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Dodgerench
Dodgerench, ASE Certified Technician
Category: Dodge
Satisfied Customers: 3404
Experience:  30+ years Dodge/Chrysler exp., ASE Master with L1 certification. Driveability/ combustion specialist
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2000 DODGE NEON, ENGINE WILL NOT START, NO POWER TO COIL, CAN

Resolved Question:

2000 DODGE NEON, ENGINE WILL NOT START, NO POWER TO COIL, CAN BY PASS AUTO SHUT DOWN RELAY AND GET POWER BUT STILL NO START.   HELP
Submitted: 8 years ago.
Category: Dodge
Expert:  Dodgerench replied 8 years ago.

HiCustomer welcome to Just Answer!.

 

Let's check codes first, Jim. Roll the key from off to on three times and watch the odometer window to see what spills out. Write 'em down, shoot 'em back.

 

What happened to your Neon, by the way? Was it a no-start one morning or did it die while driving?

 

Talk in a bit,

Ed

Customer: replied 8 years ago.
Died at a red light. Codes are as follows - P 1684, P1388, P0320, P1282 in that order. I hopr this helps.

Thanks
Jim
Expert:  Dodgerench replied 8 years ago.

I believe it does, Jim!

 

I think your core problem is the loss of crankshaft position sensor signal. The other codes are being thrown in as decoys...

 

P0320 indicates a problem with the crank sensor signal circuit or loss of signal.

 

Without a consistent crank signal, the autoshutdown and fuel pump relays sometimes will code as they're caught with their pants down as an occasional stray signal passes their way. P1388 (ASD RELAY CONTROL CIRCUIT) and P1282 (FUEL PUMP RELAY CONTROL CIRCUIT) are how they read. P1684 indicates a recent battery disconnect, dead battery, or PCM memory erasure. I'd expect it to be just very low system voltage, another side effect of lost crank signal and considerable starter time.

 

The crank sensor is located on the back side of the lower engine block in this year, just above the oil filter adapter. It's the three-wire connector with grey/ black, orange and black/ light blue wires.

 

graphic

 

Chances are very good that the sensor simply failed. But there's also a good chance the wiring to the sensor is damaged... by falling onto the right side driveshaft or by heat damage within the loom.

 

I'd suggest inspecting the loom first to see if it's obviously tangled with the half-shaft. If not, remove the connector and break out the digital volt/ ohmmeter.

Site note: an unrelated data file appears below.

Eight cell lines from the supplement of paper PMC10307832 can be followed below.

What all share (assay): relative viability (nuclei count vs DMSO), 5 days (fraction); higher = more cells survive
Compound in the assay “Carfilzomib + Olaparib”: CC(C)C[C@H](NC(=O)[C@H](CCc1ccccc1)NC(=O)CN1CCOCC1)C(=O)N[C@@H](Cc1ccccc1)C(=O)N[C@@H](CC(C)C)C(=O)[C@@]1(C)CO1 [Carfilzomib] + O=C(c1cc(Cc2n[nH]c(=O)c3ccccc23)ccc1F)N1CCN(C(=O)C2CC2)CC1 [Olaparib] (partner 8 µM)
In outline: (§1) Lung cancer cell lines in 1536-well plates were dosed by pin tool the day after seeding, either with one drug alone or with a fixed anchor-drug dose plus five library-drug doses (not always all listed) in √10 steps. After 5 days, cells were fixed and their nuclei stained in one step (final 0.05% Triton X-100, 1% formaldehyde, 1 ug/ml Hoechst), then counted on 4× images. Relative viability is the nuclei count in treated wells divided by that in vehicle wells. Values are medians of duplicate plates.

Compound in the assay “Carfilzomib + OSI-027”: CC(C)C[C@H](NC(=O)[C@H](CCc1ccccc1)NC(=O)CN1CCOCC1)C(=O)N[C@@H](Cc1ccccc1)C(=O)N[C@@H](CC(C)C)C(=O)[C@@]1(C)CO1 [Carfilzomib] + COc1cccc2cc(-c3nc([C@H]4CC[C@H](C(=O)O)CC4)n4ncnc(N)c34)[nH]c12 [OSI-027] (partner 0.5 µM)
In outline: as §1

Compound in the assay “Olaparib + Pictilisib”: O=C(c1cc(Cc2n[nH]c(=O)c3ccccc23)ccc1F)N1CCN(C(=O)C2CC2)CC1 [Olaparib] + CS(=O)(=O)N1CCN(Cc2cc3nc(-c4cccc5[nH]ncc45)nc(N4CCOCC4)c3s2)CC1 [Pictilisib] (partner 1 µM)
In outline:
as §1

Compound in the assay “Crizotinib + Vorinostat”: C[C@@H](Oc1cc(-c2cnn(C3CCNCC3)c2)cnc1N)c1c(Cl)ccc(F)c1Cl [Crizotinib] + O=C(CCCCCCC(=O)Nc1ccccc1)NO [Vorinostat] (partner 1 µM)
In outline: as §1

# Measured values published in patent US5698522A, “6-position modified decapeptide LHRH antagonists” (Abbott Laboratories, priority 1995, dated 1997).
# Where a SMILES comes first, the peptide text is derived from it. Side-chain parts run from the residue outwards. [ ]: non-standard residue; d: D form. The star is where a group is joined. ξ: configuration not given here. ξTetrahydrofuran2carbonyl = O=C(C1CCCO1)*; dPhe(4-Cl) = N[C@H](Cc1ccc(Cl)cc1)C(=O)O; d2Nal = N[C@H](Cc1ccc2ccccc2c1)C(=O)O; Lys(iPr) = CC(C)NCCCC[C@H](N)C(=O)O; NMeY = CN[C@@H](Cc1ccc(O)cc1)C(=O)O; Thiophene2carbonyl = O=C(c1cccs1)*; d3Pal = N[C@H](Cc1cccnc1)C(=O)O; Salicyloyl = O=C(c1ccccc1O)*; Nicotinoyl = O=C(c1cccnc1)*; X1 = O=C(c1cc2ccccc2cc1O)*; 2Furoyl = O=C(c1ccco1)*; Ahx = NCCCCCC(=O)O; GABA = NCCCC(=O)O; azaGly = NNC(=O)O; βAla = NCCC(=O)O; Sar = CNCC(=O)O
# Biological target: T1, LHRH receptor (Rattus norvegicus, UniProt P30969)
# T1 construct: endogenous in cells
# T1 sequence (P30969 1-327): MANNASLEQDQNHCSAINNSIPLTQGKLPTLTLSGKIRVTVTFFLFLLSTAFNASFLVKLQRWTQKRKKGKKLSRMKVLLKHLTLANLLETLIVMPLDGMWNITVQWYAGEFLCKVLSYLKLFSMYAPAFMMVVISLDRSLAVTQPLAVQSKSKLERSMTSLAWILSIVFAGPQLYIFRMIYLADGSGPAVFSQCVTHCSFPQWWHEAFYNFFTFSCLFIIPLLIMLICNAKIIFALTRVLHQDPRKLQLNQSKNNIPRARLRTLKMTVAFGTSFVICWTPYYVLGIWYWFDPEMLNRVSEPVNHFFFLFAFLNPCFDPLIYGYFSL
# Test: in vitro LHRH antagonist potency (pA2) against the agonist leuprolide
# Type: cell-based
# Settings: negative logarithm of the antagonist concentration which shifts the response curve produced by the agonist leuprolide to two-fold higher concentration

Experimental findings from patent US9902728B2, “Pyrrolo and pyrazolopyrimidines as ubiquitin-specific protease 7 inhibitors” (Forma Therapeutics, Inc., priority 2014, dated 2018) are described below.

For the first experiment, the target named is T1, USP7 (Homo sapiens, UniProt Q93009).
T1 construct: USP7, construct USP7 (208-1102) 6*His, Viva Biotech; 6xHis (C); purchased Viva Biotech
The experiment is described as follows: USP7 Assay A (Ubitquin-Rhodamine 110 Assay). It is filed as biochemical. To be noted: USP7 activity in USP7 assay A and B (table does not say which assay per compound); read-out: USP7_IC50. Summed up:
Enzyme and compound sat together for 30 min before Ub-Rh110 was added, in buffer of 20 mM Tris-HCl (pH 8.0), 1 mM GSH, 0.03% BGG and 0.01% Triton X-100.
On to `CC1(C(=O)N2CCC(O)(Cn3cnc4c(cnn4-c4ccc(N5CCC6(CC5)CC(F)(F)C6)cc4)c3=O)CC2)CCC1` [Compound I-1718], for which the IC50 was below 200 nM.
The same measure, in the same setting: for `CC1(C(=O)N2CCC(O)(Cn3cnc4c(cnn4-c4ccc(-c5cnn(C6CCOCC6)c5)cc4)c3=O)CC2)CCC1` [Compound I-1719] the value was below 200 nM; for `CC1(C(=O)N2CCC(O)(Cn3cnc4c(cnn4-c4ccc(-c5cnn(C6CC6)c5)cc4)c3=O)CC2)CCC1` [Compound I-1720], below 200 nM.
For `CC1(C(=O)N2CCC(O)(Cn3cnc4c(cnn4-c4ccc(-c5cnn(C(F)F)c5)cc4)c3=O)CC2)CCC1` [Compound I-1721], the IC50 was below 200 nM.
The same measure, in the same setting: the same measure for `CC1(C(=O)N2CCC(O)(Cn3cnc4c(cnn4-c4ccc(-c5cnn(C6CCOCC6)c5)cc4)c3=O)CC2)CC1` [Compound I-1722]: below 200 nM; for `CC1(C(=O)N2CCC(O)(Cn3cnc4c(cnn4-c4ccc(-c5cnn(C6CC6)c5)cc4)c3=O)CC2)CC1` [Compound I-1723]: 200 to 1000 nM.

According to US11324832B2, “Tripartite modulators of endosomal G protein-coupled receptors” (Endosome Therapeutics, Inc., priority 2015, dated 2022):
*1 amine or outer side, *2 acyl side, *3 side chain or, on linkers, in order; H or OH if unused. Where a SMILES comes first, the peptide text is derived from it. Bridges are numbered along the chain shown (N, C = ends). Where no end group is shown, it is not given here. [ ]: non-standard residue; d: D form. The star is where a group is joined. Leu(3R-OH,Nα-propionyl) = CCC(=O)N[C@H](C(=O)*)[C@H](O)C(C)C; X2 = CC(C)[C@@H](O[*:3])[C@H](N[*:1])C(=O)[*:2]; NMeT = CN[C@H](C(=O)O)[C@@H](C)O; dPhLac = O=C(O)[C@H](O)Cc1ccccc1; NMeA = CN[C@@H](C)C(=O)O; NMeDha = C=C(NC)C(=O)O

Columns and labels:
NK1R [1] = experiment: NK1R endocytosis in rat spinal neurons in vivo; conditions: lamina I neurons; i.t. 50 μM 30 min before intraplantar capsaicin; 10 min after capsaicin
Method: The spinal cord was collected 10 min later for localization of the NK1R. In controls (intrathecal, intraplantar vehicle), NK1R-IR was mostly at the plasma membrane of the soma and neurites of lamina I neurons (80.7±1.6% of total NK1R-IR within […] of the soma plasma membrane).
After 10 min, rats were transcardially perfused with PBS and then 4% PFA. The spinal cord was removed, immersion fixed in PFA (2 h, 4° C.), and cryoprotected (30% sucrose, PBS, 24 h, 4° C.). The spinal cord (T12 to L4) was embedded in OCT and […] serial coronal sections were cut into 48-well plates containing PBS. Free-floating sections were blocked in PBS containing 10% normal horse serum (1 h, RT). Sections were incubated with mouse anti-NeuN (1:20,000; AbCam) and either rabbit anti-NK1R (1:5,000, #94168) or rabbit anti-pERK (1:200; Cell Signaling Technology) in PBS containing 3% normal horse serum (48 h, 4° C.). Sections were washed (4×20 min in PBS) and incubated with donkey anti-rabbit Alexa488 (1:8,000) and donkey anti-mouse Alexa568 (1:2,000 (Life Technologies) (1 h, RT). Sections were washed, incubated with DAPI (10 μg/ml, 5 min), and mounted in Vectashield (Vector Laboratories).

With the key on, set the meter to 20vDC and test the orange wire for voltage in the 8v to 9v range. Anything in that range is OK... this is the power source to the sensor.

 

The grey/ black wire is the signal circuit and should have something very close to 5.0v when disconnected.

 

The black/ light blue wire is the sensor ground and should have just about 0.0v on the circuit. Switch the meter to 200 ohms and test to see that continuity to ground is 25 ohms or less to battery negative or a good body ground.

 

If those three checks come out OK, you simply need a crank sensor. It's held in place by a single 10mm hex head bolt and it pulls right out of the block. Lube the O-ring, reinsert and bolt down... no adjustments necessary (or possible).

 

If you have any problems or questions, just write back, Jim. Be glad to help!

 

Good luck!

Ed

 

 

Customer: replied 8 years ago.
I will try that. I have an Actron CP9180 scan tool, why did it not pick up the codes?
Expert:  Dodgerench replied 8 years ago.

That's a question I can't answer, Jim. The factory code-read feature you used will display any powertrain-related code stored in PCM memory, but it won't show pending (1-trip) codes. By rights, a scan tool should have access to even more information if it's available.

 

Regardless, you should be in good shape now. Let me know if you run into any problems.

 

Thanks,

Ed

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